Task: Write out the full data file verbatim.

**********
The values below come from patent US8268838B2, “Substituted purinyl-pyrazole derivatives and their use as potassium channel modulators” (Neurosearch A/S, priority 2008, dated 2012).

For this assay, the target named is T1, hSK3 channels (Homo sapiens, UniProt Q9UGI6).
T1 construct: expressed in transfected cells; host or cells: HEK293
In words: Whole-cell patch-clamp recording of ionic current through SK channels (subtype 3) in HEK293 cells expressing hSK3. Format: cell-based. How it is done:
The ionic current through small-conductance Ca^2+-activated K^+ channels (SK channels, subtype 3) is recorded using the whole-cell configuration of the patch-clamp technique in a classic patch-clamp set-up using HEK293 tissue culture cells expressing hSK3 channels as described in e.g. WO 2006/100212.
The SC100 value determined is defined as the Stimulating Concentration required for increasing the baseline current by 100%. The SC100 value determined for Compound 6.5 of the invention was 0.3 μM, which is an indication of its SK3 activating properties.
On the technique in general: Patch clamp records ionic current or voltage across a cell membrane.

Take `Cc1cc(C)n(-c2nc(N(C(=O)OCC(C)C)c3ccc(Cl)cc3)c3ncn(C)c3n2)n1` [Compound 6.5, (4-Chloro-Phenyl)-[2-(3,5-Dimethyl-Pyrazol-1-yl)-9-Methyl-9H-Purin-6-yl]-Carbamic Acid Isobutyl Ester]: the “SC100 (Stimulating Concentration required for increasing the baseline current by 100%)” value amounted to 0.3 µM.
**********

The values below come from patent US8268838B2, “Substituted purinyl-pyrazole derivatives and their use as potassium channel modulators” (Neurosearch A/S, priority 2008, dated 2012).

For this assay, the target named is T1, hSK3 channels (Homo sapiens, UniProt Q9UGI6).
T1 construct: expressed in transfected cells; host or cells: HEK293
In words: Whole-cell patch-clamp recording of ionic current through SK channels (subtype 3) in HEK293 cells expressing hSK3. Format: cell-based. How it is done:
The ionic current through small-conductance Ca^2+-activated K^+ channels (SK channels, subtype 3) is recorded using the whole-cell configuration of the patch-clamp technique in a classic patch-clamp set-up using HEK293 tissue culture cells expressing hSK3 channels as described in e.g. WO 2006/100212.
The SC100 value determined is defined as the Stimulating Concentration required for increasing the baseline current by 100%. The SC100 value determined for Compound 6.5 of the invention was 0.3 μM, which is an indication of its SK3 activating properties.
On the technique in general: Patch clamp records ionic current or voltage across a cell membrane.

Take `Cc1cc(C)n(-c2nc(N(C(=O)OCC(C)C)c3ccc(Cl)cc3)c3ncn(C)c3n2)n1` [Compound 6.5, (4-Chloro-Phenyl)-[2-(3,5-Dimethyl-Pyrazol-1-yl)-9-Methyl-9H-Purin-6-yl]-Carbamic Acid Isobutyl Ester]: the “SC100 (Stimulating Concentration required for increasing the baseline current by 100%)” value amounted to 0.3 µM.